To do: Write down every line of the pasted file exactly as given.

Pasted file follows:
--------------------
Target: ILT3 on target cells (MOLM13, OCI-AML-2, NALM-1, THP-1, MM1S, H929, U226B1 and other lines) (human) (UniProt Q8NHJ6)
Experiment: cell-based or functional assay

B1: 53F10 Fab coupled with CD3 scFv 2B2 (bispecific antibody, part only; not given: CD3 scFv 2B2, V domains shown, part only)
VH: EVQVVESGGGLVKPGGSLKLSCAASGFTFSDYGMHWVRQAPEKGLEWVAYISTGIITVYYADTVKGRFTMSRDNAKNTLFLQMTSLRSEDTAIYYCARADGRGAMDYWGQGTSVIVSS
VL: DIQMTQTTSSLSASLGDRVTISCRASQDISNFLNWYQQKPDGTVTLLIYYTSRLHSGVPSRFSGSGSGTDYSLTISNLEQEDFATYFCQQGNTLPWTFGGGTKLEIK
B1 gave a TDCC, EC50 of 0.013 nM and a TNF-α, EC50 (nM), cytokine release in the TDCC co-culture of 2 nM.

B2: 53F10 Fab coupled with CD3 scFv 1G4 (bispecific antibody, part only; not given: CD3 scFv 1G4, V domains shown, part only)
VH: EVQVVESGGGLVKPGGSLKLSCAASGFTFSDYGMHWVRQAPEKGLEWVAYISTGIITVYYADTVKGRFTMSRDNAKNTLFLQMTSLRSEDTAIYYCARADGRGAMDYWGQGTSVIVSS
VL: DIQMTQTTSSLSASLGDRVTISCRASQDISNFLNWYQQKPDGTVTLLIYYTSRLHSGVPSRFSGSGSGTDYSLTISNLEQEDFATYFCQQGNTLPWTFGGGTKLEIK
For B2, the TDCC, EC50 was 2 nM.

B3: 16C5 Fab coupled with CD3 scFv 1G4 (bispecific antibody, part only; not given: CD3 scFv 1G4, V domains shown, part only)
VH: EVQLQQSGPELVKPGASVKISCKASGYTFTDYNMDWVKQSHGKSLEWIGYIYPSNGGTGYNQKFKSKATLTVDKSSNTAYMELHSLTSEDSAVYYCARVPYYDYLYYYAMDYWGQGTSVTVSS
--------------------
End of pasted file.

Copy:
Target: ILT3 on target cells (MOLM13, OCI-AML-2, NALM-1, THP-1, MM1S, H929, U226B1 and other lines) (human) (UniProt Q8NHJ6)
Experiment: cell-based or functional assay

B1: 53F10 Fab coupled with CD3 scFv 2B2 (bispecific antibody, part only; not given: CD3 scFv 2B2, V domains shown, part only)
VH: EVQVVESGGGLVKPGGSLKLSCAASGFTFSDYGMHWVRQAPEKGLEWVAYISTGIITVYYADTVKGRFTMSRDNAKNTLFLQMTSLRSEDTAIYYCARADGRGAMDYWGQGTSVIVSS
VL: DIQMTQTTSSLSASLGDRVTISCRASQDISNFLNWYQQKPDGTVTLLIYYTSRLHSGVPSRFSGSGSGTDYSLTISNLEQEDFATYFCQQGNTLPWTFGGGTKLEIK
B1 gave a TDCC, EC50 of 0.013 nM and a TNF-α, EC50 (nM), cytokine release in the TDCC co-culture of 2 nM.

B2: 53F10 Fab coupled with CD3 scFv 1G4 (bispecific antibody, part only; not given: CD3 scFv 1G4, V domains shown, part only)
VH: EVQVVESGGGLVKPGGSLKLSCAASGFTFSDYGMHWVRQAPEKGLEWVAYISTGIITVYYADTVKGRFTMSRDNAKNTLFLQMTSLRSEDTAIYYCARADGRGAMDYWGQGTSVIVSS
VL: DIQMTQTTSSLSASLGDRVTISCRASQDISNFLNWYQQKPDGTVTLLIYYTSRLHSGVPSRFSGSGSGTDYSLTISNLEQEDFATYFCQQGNTLPWTFGGGTKLEIK
For B2, the TDCC, EC50 was 2 nM.

B3: 16C5 Fab coupled with CD3 scFv 1G4 (bispecific antibody, part only; not given: CD3 scFv 1G4, V domains shown, part only)
VH: EVQLQQSGPELVKPGASVKISCKASGYTFTDYNMDWVKQSHGKSLEWIGYIYPSNGGTGYNQKFKSKATLTVDKSSNTAYMELHSLTSEDSAVYYCARVPYYDYLYYYAMDYWGQGTSVTVSS